In this month’s Reading Notes series, I’m looking at books by Josephine Tey (Elizabeth MacKintosh). While I enjoy all of the Tey books I’ve read to varying degrees, I just don’t have much to say about several of them. So I’m combining those books into one post here. There are definitely spoilers below!

the singing sands man in the queue miss pym to love and be wise

The Singing Sands

Tey Writes a Thriller–except, being Tey, it’s a very cerebral thriller and not really one at all. (Despite the hopeful suggestiveness of the cover on the Scribner edition.) However, The Singing Sands is arguably more of a Proper Mystery than some, even if Grant is technically on sick leave for overwork and claustrophobia. (Poor Grant is surely the most sickly detective of the Golden Age.) This one takes place in Scotland, and despite all the negative things Tey likes to say about the Scottish, her descriptions of the countryside are so lovely.

Despite the fact that this is a bit more of a traditional mystery than some, Grant is very much at the center of the book. I don’t believe we get any other points of view here, and we see his reactions to the events. So as long as you care about Grant, then it works. I will say that when I first read this book, I found the mystery element pretty thrilling. So perhaps I am merely growing old and crotchety.

The Man in the Queue

This was the first Grant book, published in 1929 under the Gordon Daviot pen-name. It’s a bit unusual among Tey books because it begins with a murder! To be fair, A Shilling for Candles and The Singing Sands start with deaths that are later shown to be murders, but in The Man in the Queue, someone is just plain stabbed. The fact that it is a first book shows in some ways; the Grant here is not the Grant of Daughter of Time, or even The Singing Sands. These books are never particularly interested in continuity of character, but here he doesn’t really have any personality aside from a vague flair and an almost unbelievable obsession with the case. There’s also no mention of his Scottish connections, which by rights there should be.

Anyway, that’s all to say why I don’t find this one particularly memorable. It’s also a perfect case of a writer coming up with a mystery that’s so strong the detective can’t solve it and the denouement only comes about because the real killer confesses. I believe this is the only time that happens in Tey’s books, but it’s an odd sort of beginning to Grant’s fictional career.

Miss Pym Disposes

Miss Pym Disposes is a non-Grant mystery, published in 1946*. It takes place at a physical training college, which Wikipedia informs me is the kind of school Tey herself went to. It’s a peculiar kind of mystery (I find myself saying that about almost every Tey book) in that Lucy Pym, the main character, is on the scene almost by chance, and doesn’t really do much detecting. In fact, despite the book’s title, she’s overall quite passive. I have a lot of questions about the outcome–she really just decides to not say anything and go back to London? Leaving Mary Innes to do penance for a crime she didn’t commit? And Beau free to just keep on murdering people every time she doesn’t get her way? Come on, Lucy!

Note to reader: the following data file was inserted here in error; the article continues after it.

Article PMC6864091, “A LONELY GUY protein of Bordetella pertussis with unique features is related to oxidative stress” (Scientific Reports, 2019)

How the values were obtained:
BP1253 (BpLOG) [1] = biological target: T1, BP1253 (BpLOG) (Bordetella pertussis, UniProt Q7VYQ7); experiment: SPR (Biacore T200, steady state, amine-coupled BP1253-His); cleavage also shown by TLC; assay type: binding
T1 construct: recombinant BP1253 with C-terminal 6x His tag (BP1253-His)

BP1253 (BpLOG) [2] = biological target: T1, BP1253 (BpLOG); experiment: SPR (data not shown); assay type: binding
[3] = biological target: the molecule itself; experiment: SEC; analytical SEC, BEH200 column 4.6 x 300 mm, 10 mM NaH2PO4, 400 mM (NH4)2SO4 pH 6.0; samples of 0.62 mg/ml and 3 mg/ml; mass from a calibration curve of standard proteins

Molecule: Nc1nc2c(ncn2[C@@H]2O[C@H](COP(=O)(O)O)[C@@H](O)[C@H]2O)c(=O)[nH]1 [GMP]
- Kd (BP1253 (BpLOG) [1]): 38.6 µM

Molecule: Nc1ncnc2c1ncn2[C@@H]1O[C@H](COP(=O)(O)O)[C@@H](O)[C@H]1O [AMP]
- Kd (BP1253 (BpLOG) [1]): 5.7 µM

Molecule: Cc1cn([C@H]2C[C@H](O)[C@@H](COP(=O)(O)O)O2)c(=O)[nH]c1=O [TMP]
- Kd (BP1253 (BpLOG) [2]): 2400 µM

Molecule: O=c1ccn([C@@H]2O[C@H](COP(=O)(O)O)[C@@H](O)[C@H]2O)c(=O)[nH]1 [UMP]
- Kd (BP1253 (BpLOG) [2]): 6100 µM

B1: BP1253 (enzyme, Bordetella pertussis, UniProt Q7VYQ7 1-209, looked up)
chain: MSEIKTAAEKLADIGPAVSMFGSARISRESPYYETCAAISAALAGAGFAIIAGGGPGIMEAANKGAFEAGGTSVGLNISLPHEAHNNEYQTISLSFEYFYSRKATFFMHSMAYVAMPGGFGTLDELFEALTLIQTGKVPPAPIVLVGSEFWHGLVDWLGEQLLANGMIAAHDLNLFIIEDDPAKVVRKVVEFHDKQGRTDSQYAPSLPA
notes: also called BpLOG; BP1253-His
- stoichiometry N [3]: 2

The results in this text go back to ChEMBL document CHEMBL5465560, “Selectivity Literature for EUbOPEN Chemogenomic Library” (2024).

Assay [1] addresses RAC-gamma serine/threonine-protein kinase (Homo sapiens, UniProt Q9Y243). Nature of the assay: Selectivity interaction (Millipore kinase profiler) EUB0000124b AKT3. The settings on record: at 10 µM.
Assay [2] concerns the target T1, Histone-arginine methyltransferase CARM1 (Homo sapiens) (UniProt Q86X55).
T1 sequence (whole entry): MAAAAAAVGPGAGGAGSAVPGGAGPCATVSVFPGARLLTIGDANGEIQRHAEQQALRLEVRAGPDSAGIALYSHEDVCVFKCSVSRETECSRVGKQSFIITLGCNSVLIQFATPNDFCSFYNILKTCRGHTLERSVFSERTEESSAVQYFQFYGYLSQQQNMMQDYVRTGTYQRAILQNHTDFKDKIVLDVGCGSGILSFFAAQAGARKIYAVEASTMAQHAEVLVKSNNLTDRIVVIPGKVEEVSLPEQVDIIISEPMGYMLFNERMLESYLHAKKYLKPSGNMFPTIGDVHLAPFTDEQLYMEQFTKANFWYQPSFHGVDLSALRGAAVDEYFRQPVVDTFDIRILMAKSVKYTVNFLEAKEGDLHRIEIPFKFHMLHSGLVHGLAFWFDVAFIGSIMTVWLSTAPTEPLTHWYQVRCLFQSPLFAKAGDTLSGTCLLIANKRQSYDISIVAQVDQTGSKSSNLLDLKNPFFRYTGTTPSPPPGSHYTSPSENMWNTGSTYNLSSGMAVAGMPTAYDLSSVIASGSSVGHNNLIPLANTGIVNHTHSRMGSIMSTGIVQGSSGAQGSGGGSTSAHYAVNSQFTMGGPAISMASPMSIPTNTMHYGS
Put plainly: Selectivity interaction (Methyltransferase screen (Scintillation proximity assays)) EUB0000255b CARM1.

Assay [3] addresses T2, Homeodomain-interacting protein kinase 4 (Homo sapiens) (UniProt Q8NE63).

Also, sadly, the racism and xenophobia that run through several of Tey’s books are very much present here.

I have also just finished rereading Gaudy Night, and it’s interesting to compare these two books. They’re both mysteries that take place at women’s colleges, and which have at their center questions of female community and the responsibility and wisdom of learning. However, they also have a very different tone and outcome. (Lucy is no Harriet, sorry Lucy.) In some ways, Miss Pym Disposes is more challenging, since the wrongness is at the heart of the college, rather than Gaudy Night’s solution. However, I think it also doesn’t engage as fully or complexly with the questions it raises. Between Harriet and Sayers’ marvelous take on the careful balance between heart and brain, Miss Pym looks a little pale.

* tantalizingly, Miss Pym refers to an Alan that she almost married, but surely not!

To Love and Be Wise

To Love and Be Wise is a somewhat odd book, even for Tey. I think it only really works because her characters are so effective. She can create sympathy for situations and people who would seem boring or terrible in other hands. In any case, it’s not clear for large portions of the book whether an actual crime as occurred. And when the solution is revealed, it’s one that couldn’t be predicted or guessed at. I think there are some similarities with A Shilling for Candles, in the sense that the missing Leslie Searle comes to life through everyone else’s impressions of him. In one sense it’s a very masterful showing-off sort of book, but the ending left me a bit cheated. (I do like Grant’s acceptance of the reveal, but solutions to mysteries where the detective knows something the reader doesn’t will never be my favorite.)

In any case, I read this one less than a week ago and the details are already starting to fade, aside from the gentle send up of various literary genres. I believe there are some nice descriptions of the countryside and houses as well, which Tey usually did have an eye for. But by and large it’s not one that’s really stuck with me, either the first time I read it or now.